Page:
While the White House announcement last week stated that, "Turkey will now be responsible for all ISIS fighters in the area captured over the past two years," it was Erdogan who allowed the Turkish-Syrian border to become a virtual sieve and transit point for thousands of jihadi foreign fighters to enter Syria during the height of the ISIS caliphate.
Trusting Erdogan — a committed Islamist in the Muslim Brotherhood mold — to oversee the thousands of ISIS prisoners currently held in northeastern Syria creates an instant fox-guarding-the-hen-house scenario. Already, there are reports that more than 785 ISIS fighters have escaped prison and detention camps in northeastern Syria amid the chaos of the Turkish invasion. Their swift recapture is likely not high on Erdogan's priority list.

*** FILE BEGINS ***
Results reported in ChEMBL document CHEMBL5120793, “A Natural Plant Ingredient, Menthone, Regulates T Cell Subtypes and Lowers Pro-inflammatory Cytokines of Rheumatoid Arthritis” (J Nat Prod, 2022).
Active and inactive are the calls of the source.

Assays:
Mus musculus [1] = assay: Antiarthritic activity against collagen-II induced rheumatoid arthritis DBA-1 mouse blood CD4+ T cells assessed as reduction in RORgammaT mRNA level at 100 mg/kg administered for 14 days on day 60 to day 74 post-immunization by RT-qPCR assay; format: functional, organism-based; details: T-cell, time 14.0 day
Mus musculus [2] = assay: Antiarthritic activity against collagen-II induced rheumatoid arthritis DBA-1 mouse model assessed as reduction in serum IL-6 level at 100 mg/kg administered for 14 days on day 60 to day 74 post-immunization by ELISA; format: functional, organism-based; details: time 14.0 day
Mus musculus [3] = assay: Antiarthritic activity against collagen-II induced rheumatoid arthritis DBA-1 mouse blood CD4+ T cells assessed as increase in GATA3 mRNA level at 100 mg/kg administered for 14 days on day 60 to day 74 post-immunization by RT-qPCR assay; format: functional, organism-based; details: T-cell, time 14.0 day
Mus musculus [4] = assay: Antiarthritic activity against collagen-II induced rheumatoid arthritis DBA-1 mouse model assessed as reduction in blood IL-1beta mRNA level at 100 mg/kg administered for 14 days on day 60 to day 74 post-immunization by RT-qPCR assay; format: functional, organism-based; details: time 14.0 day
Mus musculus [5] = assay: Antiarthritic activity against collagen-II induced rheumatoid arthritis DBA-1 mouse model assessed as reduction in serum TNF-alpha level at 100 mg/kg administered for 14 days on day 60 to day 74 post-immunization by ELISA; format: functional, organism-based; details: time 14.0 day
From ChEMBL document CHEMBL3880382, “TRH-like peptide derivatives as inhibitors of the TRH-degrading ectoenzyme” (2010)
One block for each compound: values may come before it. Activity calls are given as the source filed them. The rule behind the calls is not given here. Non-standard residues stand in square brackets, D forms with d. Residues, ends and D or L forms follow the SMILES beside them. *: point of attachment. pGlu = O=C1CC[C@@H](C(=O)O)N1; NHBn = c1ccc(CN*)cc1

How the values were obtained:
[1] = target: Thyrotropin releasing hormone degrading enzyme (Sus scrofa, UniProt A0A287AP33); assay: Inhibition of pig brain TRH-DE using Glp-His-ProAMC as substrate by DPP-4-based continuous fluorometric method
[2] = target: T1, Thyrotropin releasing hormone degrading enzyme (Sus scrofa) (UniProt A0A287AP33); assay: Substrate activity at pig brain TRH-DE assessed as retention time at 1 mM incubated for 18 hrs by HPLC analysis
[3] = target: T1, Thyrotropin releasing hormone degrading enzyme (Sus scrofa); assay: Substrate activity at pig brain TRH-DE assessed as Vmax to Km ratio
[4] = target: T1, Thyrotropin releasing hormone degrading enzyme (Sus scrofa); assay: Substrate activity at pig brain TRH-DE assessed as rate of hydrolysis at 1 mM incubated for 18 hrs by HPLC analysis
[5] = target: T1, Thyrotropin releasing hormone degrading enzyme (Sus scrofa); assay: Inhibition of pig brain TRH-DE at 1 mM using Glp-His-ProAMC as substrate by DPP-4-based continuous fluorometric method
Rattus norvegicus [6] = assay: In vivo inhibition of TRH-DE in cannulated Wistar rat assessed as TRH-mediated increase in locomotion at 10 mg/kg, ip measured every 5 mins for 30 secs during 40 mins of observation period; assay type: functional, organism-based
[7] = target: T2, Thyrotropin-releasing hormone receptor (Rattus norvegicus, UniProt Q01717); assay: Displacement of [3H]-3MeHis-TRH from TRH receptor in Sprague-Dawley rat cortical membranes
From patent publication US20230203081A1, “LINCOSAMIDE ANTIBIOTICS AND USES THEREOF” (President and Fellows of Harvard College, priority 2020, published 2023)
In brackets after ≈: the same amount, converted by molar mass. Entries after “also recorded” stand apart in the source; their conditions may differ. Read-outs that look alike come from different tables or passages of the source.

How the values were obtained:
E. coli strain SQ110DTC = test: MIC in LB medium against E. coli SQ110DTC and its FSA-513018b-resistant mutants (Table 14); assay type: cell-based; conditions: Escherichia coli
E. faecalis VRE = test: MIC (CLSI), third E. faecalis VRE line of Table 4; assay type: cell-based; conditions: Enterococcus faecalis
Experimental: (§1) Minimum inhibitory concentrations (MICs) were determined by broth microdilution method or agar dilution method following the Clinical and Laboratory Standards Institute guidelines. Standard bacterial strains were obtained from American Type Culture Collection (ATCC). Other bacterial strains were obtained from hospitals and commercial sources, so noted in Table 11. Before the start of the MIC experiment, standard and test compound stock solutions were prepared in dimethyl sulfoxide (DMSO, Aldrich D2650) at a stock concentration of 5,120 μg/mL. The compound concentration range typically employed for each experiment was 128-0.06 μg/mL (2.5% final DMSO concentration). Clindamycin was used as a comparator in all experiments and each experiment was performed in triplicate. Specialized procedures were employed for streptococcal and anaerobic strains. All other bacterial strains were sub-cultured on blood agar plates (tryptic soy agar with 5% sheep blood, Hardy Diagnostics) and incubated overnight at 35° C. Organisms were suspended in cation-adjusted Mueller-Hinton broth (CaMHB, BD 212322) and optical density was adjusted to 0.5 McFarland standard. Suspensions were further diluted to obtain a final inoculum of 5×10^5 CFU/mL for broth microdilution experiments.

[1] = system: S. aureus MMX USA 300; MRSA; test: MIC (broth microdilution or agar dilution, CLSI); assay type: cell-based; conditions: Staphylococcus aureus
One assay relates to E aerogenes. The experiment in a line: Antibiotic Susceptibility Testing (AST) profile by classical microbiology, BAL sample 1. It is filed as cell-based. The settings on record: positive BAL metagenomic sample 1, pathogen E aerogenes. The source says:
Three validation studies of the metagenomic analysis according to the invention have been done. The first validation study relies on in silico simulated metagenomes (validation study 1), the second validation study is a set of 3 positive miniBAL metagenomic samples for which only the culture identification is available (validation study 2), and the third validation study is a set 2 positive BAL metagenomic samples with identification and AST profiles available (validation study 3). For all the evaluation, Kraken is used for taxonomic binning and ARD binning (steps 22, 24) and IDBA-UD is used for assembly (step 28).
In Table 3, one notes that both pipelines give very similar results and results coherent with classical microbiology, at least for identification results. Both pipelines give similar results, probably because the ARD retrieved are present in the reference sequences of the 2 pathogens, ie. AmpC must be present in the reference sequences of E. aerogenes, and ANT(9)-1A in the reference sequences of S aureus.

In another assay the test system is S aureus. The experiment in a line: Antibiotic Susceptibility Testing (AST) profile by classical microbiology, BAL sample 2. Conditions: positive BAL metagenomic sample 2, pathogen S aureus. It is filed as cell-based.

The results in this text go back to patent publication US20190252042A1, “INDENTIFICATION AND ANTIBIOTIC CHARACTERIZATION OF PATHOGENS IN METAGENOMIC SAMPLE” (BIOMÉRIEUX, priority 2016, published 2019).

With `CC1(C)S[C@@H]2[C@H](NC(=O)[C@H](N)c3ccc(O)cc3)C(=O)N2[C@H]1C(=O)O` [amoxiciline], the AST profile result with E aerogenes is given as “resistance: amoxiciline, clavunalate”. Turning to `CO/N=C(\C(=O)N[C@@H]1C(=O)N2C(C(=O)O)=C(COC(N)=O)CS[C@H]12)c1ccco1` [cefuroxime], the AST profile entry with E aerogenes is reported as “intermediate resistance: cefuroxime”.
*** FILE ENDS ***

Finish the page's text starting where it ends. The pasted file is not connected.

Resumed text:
Erdogan, has, in fact, openly harbored members of ISIS, as well as the Palestinian terrorist group Hamas on Turkish soil. Erdogan, who lamely insists that Hamas is not a terrorist organization, has repeatedly slammed Israel as a "terrorist state" and engages in some of the most vicious anti-Israel rhetoric by a world leader this side of Iran's mullahs.
His budding alliance with Iran and Russia, and his sweeping crackdowns on Turkish dissidents and journalists, have made Turkey's shift to the East all the more pronounced. In short, Turkey, under Erdogan's radical leadership, can be best described today as NINO, or NATO In Name Only.
The U.S. Congress is looking to push back against Erdogan's brazen foray into northeastern Syria. For months, there has been a bi-partisan effort on Capitol Hill to convince the Trump administration to implement sanctions on Turkey in the wake of its purchase of the Russian S-400 missile system.
The events of this past week will likely only escalate pressure by Congress against the Erdogan regime.